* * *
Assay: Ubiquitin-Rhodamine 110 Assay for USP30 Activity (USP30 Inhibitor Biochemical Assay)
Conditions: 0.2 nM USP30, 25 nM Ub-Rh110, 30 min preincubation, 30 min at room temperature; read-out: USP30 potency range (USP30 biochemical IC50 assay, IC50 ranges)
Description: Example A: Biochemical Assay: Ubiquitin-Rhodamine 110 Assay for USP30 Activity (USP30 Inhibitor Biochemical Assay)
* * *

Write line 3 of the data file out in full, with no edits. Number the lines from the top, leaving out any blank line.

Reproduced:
Description: Example A: Biochemical Assay: Ubiquitin-Rhodamine 110 Assay for USP30 Activity (USP30 Inhibitor Biochemical Assay)